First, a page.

PHOENIX (AP) — The Latest on the extreme heat baking the Southwest (all times local):
Arizona cities saw more record-setting high temperatures, including the hottest day on record in Prescott.
The National Weather Service says Monday’s mark of 105 degrees in Prescott was the highest recorded in the city’s history.
Weather records go back as far as 1898.
Phoenix hit 116 degrees Monday, topping the previous record for June 20 of 115, set in 1968.
It was 112 degrees in Tucson, two degrees hotter than the mark set in 2005 for that date.
Portions of Arizona and southeast California are getting scorched by a high pressure ridge lifting out of Mexico.
Authorities say a man who died and another who is missing after going for a hike in Arizona were from Germany and were in the state for a conference at a resort.
The men were in a group of three who went hiking Sunday on a trail outside the Tucson resort. One of the men is recovering, while 57-year-old Stefan Guenster was found dead.
The third man, 33-year-old Marcus Turowski, was still missing Monday.
Authorities didn’t release their hometowns.
The Pima County Sheriff’s Department says it likely would end its search at sundown Monday and resume Tuesday.
Tucson hit a record high of 115 degrees Sunday as a heatwave took over parts of the Southwest.
Las Vegas has sizzled to 115 degrees and topped a record high temperature of 113 for the date set just a year ago.
National Weather Service meteorologist Nathan Foster said Monday it’s possible Sin City could reach another record Tuesday, when the predicted high of 113 would eclipse the record 111 in 1954.
Summer arrived Monday amid an excessive heat warning through Wednesday in southern Nevada, northwest Arizona and much of Southern California.
Foster says Las Vegas temperatures will ease through the week to a predicted 107 on Saturday.
Clark County officials have opened several recreation centers and other public buildings as air-conditioned cooling stations for people to beat the heat.
Authorities say another woman has died as a result of the heatwave in the Southwest.
The Pima County Sheriff’s Department said Monday a 54-year-old woman died on Sunday night in Tucson walking along a loop trail. It brought the death toll to five in Arizona, where temperatures have exceeded 114 degrees.
The Pima County Sheriff’s Department reported three heat deaths on Sunday.
In addition, a Phoenix man hiking in the Superstition Mountains died from exposure to extreme heat. Pinal County Sheriff’s officials say 25-year-old Anthony Quatela III and a male friend ran out of water.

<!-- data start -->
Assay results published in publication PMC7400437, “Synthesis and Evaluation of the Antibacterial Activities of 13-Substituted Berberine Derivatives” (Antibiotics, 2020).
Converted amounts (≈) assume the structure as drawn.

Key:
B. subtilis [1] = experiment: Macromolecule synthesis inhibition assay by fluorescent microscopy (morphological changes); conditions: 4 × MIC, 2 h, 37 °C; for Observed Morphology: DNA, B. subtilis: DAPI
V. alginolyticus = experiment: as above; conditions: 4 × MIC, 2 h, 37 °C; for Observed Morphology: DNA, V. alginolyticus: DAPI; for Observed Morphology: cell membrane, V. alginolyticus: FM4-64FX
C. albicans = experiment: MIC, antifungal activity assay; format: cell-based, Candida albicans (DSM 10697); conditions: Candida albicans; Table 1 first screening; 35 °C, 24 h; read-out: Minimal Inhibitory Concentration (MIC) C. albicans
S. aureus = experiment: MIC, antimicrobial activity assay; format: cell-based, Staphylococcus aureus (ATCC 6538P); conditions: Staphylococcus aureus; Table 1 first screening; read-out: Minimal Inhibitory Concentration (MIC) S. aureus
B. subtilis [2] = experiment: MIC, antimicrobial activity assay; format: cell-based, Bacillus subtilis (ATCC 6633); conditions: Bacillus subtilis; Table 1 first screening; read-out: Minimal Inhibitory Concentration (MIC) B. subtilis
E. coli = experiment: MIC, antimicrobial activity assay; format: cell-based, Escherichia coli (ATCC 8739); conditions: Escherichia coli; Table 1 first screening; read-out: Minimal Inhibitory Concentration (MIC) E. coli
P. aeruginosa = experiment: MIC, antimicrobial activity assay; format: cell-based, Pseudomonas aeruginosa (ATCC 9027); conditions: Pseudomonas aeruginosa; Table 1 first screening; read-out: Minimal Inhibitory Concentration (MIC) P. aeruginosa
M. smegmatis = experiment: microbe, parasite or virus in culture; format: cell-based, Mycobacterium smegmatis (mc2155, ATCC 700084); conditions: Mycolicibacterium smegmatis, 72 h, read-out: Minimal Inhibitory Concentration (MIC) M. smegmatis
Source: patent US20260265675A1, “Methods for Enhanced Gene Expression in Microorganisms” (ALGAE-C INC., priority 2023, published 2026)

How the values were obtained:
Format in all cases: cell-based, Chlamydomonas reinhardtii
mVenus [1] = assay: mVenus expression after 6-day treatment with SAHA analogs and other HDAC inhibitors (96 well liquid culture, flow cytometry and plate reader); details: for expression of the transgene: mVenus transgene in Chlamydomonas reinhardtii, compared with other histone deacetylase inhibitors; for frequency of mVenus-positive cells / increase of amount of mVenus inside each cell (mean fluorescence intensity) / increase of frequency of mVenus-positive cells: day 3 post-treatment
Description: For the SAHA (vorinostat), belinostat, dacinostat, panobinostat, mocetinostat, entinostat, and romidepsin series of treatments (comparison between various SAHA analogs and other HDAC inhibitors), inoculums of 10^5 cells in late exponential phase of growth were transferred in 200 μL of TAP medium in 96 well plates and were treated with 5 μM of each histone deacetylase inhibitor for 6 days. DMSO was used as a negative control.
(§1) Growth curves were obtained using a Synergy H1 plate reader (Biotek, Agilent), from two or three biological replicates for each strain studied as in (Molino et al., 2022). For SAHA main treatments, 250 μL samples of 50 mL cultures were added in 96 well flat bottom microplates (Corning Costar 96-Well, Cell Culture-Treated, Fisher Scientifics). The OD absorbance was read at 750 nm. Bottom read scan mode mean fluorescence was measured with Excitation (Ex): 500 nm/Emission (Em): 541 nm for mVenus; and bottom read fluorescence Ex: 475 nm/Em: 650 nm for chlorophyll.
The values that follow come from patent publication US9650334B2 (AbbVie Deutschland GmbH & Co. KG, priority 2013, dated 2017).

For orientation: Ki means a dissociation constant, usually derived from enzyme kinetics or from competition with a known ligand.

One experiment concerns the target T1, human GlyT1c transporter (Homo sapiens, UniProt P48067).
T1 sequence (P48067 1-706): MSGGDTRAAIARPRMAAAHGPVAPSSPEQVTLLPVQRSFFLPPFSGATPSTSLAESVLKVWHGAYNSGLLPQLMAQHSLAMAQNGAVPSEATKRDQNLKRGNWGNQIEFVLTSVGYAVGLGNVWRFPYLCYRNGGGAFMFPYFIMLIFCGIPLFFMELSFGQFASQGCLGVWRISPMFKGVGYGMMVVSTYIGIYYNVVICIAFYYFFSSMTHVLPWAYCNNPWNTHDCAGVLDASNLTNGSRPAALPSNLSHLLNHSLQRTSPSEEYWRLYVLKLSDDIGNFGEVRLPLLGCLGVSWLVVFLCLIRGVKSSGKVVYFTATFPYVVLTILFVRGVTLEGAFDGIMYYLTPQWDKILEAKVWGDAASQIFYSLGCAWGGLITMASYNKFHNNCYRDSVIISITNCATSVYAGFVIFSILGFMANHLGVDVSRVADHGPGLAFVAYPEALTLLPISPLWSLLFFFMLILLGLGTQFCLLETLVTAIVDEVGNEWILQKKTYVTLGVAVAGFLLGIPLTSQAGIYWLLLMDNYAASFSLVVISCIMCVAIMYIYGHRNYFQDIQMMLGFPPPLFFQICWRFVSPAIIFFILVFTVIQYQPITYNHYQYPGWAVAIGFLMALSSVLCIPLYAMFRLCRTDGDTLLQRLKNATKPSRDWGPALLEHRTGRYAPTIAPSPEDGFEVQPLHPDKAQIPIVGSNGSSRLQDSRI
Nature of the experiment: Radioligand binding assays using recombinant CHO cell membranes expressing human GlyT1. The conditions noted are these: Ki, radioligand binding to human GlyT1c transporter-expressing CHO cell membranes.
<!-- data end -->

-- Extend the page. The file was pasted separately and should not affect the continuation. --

A 28-year-old woman who was mountain biking with two friends also died after running out of water and struggling to breath. Fire officials say the personal trainer was taken to a hospital, where she later died.
Southern California is in the grip of a severe heat wave that has sent temperatures surging.
Numerous places across Los Angeles and neighboring counties passed 100 degrees well before noon Monday. The National Weather Service says the thermometer hit 121 degrees in Palm Springs by 1 p.m.
Forecasters expect Monday to be the peak of the heat wave.
The state’s power grid operator has called on residents to conserve electricity to avoid outages.
Southern California is in for another day of dangerously high temperatures resulting from high pressure over the Four Corners region of the Southwest.
Forecasters say Monday will be the peak of the heat wave, with highs in the lower deserts to be near 120 degrees.
The National Weather Service reported 17 daily heat records broken on Sunday, most of them for readings well over 100 degrees.
The aptly named desert town of Thermal about 25 miles southeast of Palm Springs topped the list with a high of 119 degrees.
The Woodland Hills area of Los Angeles was 109, tying the record set in 2008. Burbank was a record 109, breaking the old mark of 104.
The temperature reached 96 in downtown Los Angeles.
Two deaths related to extreme heat are being reported by search and rescue crews in southern Arizona.
Pima County sheriff’s Deputy Ryan Inglett on Monday confirmed the deaths of hikers in two separate incidents the previous day.
A 18-year-old woman suffering from heat-related illness died northeast of Tucson. The sheriff’s department says she and a companion had run out of drinking water.
On Sunday afternoon, search crews responded to a report of dehydrated hikers and found one man dead on another trail in the same area. Another hiker from that party is missing.
This item has been corrected to show the victim’s age was 18, not 19. The original information was provided by the sheriff’s department.
Extreme heat forced a Phoenix-bound flight to return to Houston.
United Airlines says the hot weather led the plane to return to Texas on Sunday evening and that passengers will be accommodated with an added flight Monday morning.
The National Weather Service says the mercury hit 118 on Sunday, breaking a record of 115 set nearly 50 years ago.
Forecasters expect the same excessively high temperatures Monday in portions of Arizona and southeast California.
The National Weather Service is expecting another day of triple-digit temperatures in Phoenix and across much of the Southwest.
National Weather Service meteorologist Biana Hernandez said Monday that temperatures in Phoenix are expected to peak at between 115 and 120 degrees, with the highest regional temperatures anticipated in Southern California.
The agency issued excessive heat warnings for Tucson and Yuma as well as recreation spots such as the Grand Canyon and Lake Havasu.
On Sunday, the mercury ascended to 118, breaking a record of 115 set nearly 50 years ago. Portions of Arizona and southeast California are getting scorched by a high pressure ridge lifting out of Mexico. The heat played a role in the deaths of mountain biker in Phoenix and a hiker in Pinal County over the weekend.